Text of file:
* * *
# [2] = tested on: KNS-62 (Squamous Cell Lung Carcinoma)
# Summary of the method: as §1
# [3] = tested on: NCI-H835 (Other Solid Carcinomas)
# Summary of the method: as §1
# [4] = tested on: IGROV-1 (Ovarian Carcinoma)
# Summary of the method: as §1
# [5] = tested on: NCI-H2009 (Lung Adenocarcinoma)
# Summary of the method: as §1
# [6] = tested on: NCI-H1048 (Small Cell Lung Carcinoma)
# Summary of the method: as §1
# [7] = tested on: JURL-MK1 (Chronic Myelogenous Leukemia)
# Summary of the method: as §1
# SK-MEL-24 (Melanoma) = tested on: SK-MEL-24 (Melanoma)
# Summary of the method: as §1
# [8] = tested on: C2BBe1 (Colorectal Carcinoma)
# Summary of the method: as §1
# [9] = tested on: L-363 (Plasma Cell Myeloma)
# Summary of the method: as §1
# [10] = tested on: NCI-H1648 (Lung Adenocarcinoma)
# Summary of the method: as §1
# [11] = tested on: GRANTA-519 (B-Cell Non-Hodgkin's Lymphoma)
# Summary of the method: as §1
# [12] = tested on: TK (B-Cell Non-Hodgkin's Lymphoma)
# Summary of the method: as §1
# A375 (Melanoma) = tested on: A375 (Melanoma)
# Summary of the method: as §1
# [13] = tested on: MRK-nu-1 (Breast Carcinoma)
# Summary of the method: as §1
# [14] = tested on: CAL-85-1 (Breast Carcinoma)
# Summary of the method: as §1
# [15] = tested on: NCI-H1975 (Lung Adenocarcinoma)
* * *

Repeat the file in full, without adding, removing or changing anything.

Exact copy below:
# [2] = tested on: KNS-62 (Squamous Cell Lung Carcinoma)
# Summary of the method: as §1
# [3] = tested on: NCI-H835 (Other Solid Carcinomas)
# Summary of the method: as §1
# [4] = tested on: IGROV-1 (Ovarian Carcinoma)
# Summary of the method: as §1
# [5] = tested on: NCI-H2009 (Lung Adenocarcinoma)
# Summary of the method: as §1
# [6] = tested on: NCI-H1048 (Small Cell Lung Carcinoma)
# Summary of the method: as §1
# [7] = tested on: JURL-MK1 (Chronic Myelogenous Leukemia)
# Summary of the method: as §1
# SK-MEL-24 (Melanoma) = tested on: SK-MEL-24 (Melanoma)
# Summary of the method: as §1
# [8] = tested on: C2BBe1 (Colorectal Carcinoma)
# Summary of the method: as §1
# [9] = tested on: L-363 (Plasma Cell Myeloma)
# Summary of the method: as §1
# [10] = tested on: NCI-H1648 (Lung Adenocarcinoma)
# Summary of the method: as §1
# [11] = tested on: GRANTA-519 (B-Cell Non-Hodgkin's Lymphoma)
# Summary of the method: as §1
# [12] = tested on: TK (B-Cell Non-Hodgkin's Lymphoma)
# Summary of the method: as §1
# A375 (Melanoma) = tested on: A375 (Melanoma)
# Summary of the method: as §1
# [13] = tested on: MRK-nu-1 (Breast Carcinoma)
# Summary of the method: as §1
# [14] = tested on: CAL-85-1 (Breast Carcinoma)
# Summary of the method: as §1
# [15] = tested on: NCI-H1975 (Lung Adenocarcinoma)